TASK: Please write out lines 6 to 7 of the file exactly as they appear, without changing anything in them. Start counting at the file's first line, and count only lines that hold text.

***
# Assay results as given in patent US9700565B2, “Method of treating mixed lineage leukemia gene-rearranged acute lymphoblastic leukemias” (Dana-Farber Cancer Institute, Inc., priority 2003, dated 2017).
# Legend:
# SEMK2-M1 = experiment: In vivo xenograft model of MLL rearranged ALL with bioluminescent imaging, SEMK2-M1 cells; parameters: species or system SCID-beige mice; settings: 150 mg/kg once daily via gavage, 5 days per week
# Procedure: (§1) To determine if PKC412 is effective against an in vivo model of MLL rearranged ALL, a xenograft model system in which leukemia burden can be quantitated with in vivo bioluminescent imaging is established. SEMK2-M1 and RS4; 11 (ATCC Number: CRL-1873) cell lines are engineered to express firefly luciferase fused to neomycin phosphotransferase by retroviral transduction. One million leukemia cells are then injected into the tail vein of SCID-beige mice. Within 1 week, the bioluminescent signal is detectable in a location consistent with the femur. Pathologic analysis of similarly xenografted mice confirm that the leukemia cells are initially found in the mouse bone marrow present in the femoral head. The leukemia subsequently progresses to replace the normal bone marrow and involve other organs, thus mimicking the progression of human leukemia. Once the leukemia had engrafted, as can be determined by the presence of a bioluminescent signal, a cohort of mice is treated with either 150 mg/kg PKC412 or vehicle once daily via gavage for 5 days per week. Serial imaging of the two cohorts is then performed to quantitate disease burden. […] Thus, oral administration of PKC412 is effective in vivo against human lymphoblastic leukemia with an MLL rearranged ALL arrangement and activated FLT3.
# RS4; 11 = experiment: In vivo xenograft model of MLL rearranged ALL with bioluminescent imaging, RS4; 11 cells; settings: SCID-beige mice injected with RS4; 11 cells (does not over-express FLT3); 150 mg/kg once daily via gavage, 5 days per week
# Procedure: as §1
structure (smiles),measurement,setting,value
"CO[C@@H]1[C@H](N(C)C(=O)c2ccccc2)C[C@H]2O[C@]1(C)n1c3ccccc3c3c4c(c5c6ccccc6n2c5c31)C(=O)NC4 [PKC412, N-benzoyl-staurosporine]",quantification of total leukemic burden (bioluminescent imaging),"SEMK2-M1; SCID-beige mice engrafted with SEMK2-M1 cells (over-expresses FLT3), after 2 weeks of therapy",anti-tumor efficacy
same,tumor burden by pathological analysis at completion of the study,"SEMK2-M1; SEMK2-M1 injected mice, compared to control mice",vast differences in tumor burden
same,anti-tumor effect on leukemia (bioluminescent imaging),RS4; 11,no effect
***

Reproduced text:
# Procedure: as §1
structure (smiles),measurement,setting,value